The recent spate of hurried u-turns from Microsoft have been positive things, albeit moves that come with caveats or some slight reservations. In the case of the capitulation over online connectivity requirements, Microsoft were accused of aborting their (highly flawed, it must be said, but ambitious) roadmap for a digital future by exchanging one extreme for another. In the recent revelation regarding self-publishing, the common consensus was "good move, but...", stating that Microsoft have more to do to win over an indie sector that they've blithely ignored in many ways in the last couple of years.
Communication, as we predicted, is the word of the moment. Sony have presented a unified front for the most part, carefully channelling the party message on the PS4, and generally responding to questions firmly and in a timely fashion. Moreover, Sony have succeeded with a very simple tactic, for good or ill, telling gamers what they want to hear.
Jon recently wrote that pricing something at £349 is not a reason to buy something, but actually for many it really is. Early adopters want a new console, so the question of "are you going to buy?" is irrelevant. It's all about "which one?" Sony have clearly understood that this generational console war, much more so than the last, is finally a fair race. Two manufacturers, two consoles, one holiday season release window. And, as many of our readers in particular will surely appreciate, value for money is crucial.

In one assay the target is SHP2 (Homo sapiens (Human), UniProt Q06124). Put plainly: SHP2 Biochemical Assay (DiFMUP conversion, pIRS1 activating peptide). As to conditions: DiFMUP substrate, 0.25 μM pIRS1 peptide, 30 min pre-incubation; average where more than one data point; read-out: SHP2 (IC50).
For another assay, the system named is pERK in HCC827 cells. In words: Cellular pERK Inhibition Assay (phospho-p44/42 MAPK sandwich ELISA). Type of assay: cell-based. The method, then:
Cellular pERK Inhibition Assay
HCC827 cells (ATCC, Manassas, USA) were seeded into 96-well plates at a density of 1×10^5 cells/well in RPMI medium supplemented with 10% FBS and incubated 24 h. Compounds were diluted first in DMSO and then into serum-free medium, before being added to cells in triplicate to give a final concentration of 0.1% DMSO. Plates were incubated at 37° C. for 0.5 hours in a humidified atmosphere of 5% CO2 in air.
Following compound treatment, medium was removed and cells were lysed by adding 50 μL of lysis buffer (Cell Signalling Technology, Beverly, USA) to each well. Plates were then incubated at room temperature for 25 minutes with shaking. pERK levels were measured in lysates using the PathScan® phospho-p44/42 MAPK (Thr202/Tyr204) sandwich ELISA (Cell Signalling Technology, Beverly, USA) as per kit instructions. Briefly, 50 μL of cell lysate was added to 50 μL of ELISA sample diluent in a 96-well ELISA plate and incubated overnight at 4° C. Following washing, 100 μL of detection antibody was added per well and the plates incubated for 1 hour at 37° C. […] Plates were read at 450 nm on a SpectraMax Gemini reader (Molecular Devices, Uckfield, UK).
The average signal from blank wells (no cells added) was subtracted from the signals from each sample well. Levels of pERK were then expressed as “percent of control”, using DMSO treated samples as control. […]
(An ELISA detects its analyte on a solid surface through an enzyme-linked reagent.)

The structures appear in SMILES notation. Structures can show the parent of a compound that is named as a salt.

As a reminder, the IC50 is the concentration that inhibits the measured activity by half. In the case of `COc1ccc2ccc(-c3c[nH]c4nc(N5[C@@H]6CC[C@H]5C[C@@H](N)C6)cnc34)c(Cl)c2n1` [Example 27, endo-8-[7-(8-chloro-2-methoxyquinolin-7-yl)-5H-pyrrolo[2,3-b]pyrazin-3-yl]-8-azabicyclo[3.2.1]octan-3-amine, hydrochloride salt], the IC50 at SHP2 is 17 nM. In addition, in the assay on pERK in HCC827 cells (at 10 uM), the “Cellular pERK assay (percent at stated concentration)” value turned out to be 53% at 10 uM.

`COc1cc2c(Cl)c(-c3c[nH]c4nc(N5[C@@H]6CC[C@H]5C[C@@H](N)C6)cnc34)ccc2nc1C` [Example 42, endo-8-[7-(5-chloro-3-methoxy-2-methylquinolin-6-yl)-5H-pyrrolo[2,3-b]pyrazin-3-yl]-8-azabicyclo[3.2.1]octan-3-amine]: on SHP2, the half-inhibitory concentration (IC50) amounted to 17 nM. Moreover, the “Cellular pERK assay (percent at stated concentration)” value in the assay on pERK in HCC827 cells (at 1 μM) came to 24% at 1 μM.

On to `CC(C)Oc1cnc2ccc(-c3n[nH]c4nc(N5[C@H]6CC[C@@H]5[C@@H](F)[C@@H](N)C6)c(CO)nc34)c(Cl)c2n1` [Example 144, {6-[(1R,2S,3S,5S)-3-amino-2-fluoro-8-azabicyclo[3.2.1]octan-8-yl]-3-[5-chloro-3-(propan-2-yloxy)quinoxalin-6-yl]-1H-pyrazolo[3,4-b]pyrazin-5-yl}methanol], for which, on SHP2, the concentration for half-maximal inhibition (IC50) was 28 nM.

Moreover, many will see that as this current generation has gone on, there's been little to choose from between the PS3 and the Xbox 360 when it comes to the biggest games -- those large multiplatform titles that interest. The old complaint about poor PS3 ports for multiplatform titles has fallen away, the big hitters of COD and FIFA are enjoyed as much by Sony fans these days as they are by Microsoft's.
It's worth considering too that although Microsoft arguably made the best pitch at E3 in terms of titles unique to their system, Sony have been doing a better job at present, with the likes of Ni No Kuni and The Last of Us this year exhibiting a range of tethered talent, and there's still GT6 and Beyond: Two Souls to come as well. By contrast, the Xbox 360 seems have become something of an afterthought post-Halo 4.